Unfortunately, Delhi has a less than stellar reputation globally. While discussing this with Indian friends and colleagues, they seem to be a little ashamed of the perception of their city. “Is the traffic as bad in the United States as it is here?” is a question I am commonly asked, usually while sitting in hours of clogged up highways where you can witness rickshaw-wallahs stop their engines in the middle of the road and hop out to buy cigarettes on the road-side. Safety for women is also a common topic of conversation, considering a scandal that hit the world stage last year where an Indian woman was tragically and repeatedly raped on a bus. And with the level of pollution here, I am often reprimanded to wear a mask or cover my face with a scarf while riding down the street.

Yet I’ve gotten so comfortable living here. With good common sense and a heightened sense of awareness, I’ve been able to navigate Delhi without once feeling threatened or unsafe.* I haven’t been subject to petty thievery or harassment (knock on wood), and I’ve always been accompanied by hordes of caring Indian colleagues or friends who make sure I feel comfortable no matter where I am. The traffic can be a bit annoying at times, but just takes a dose of patience and a smile. There’s plenty of smog to go around here, but it comes and goes. Plus, the Delhi metro really is worthy of major boasting. Sorry NYC Subway, you just pale in comparison.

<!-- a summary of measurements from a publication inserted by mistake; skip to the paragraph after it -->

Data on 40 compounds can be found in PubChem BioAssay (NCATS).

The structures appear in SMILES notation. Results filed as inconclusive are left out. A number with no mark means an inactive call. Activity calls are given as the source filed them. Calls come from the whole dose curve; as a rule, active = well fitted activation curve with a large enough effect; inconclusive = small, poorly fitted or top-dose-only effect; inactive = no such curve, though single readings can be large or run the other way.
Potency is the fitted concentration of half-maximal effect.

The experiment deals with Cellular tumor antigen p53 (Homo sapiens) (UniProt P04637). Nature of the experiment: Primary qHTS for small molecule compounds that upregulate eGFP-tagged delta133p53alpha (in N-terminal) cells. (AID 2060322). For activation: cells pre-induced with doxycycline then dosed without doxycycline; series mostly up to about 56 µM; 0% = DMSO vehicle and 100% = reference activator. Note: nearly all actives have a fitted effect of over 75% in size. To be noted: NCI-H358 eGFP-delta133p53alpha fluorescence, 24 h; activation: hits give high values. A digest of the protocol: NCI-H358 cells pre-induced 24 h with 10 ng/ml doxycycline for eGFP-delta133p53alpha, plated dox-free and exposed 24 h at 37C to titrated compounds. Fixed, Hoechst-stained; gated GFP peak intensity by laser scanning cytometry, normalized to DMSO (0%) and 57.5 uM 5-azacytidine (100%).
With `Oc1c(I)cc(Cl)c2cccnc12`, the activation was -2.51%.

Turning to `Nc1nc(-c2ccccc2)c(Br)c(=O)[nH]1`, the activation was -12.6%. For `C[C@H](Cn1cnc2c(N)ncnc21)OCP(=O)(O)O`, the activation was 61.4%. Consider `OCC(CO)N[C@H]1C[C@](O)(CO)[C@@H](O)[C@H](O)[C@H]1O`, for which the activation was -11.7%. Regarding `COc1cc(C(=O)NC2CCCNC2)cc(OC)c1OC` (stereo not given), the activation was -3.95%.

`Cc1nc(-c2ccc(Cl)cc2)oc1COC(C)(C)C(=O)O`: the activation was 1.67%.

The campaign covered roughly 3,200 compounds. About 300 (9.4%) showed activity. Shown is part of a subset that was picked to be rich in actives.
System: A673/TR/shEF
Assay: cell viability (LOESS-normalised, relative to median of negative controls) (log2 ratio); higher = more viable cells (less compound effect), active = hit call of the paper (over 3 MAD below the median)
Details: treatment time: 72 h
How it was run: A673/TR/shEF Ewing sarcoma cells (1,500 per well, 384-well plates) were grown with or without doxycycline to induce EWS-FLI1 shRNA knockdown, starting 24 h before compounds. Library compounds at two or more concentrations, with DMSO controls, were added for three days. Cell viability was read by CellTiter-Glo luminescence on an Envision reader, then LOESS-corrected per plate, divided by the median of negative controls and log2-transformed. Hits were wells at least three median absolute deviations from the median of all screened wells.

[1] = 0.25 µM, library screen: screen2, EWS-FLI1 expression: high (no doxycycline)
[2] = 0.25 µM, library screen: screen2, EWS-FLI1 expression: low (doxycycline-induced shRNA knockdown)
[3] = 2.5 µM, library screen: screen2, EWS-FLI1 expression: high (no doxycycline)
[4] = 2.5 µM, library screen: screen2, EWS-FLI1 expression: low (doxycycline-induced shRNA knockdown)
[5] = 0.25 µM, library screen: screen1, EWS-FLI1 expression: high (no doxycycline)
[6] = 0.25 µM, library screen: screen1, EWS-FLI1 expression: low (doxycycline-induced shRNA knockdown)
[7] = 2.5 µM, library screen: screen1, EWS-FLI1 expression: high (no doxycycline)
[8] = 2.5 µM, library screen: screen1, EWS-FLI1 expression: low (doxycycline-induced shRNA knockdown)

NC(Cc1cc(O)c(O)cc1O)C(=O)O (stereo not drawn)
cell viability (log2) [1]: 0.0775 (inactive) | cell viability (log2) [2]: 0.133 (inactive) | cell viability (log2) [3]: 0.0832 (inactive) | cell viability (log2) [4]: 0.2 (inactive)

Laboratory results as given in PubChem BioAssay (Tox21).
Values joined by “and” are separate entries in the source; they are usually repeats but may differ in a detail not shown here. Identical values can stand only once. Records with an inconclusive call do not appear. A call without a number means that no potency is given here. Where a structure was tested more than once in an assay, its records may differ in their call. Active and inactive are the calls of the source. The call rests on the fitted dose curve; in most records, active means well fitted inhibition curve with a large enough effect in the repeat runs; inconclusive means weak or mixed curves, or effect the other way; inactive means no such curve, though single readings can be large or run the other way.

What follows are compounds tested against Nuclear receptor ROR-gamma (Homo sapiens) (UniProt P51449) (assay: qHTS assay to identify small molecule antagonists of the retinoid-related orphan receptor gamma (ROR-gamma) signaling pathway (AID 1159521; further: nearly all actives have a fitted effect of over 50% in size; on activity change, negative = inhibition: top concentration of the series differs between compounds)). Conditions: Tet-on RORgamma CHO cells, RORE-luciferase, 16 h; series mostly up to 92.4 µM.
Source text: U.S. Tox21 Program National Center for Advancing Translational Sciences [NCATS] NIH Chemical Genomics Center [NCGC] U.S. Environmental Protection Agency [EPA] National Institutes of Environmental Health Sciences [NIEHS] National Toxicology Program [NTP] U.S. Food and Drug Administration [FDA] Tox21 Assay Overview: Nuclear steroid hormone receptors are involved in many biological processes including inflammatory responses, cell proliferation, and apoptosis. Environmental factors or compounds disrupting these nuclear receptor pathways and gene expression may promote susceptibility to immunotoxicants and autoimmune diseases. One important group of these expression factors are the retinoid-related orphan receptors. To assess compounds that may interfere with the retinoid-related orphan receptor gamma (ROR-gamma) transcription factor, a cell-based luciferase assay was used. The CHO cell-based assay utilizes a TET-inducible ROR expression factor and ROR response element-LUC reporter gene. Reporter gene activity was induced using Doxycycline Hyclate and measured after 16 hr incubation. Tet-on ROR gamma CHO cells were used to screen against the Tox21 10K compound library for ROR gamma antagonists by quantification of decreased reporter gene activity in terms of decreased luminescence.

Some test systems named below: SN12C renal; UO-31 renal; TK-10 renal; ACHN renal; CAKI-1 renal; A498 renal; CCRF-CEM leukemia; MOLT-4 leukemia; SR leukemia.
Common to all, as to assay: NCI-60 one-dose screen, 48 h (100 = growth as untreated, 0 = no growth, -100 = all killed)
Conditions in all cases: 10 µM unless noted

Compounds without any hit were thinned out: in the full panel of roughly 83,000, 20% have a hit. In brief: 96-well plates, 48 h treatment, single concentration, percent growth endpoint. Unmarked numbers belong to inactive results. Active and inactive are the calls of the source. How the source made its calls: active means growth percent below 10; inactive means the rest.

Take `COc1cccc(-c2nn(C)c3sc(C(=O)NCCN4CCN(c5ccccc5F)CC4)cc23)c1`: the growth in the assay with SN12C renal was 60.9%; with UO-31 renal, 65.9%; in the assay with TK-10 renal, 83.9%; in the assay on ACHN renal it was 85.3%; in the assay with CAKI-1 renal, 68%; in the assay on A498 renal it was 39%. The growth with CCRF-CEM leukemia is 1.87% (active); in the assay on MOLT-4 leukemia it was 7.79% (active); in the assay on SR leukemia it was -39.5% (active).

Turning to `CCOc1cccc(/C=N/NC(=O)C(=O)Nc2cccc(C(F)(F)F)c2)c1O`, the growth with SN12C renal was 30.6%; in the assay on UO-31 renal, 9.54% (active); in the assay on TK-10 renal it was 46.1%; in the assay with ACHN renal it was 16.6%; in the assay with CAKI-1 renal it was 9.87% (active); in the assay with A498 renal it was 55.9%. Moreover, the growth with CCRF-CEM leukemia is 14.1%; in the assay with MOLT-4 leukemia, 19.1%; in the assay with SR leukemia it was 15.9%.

The rest of this place dazzles me. I’ve never felt so connected to a city before, and I’ve lived in quite a few of them, including Los Angeles and New York. There’s something marvelous about this place that I can’t quite describe. So many unique pockets to explore, so many different languages and customs, something in the air that’s spicy and explosive. Life is never dull here; there’s always a new adventure around the corner, and I have the ability to step out of my own front door and witness fascinating events where I’m constantly learning something new. It’s a kind of spontaneity I love, but where I can return back to the cocoon of comfort any time I choose. Or perhaps the magic in the air here really is just my comfort, and that is the true definition of feeling at home.

Come visit.

Note: Delhi, as well as many other mega-cities around the world, can absolutely be a dangerous place. Visitors and travelers should approach this city with a heightened sense of self-awareness at ALL times. For first-timers, please consult a guidebook or any other form of ‘Delhi-411′ information to mitigate your risks of being in any potentially unsafe positions. But with a few simple steps to counter any prospective danger, count on an unforgettable experience!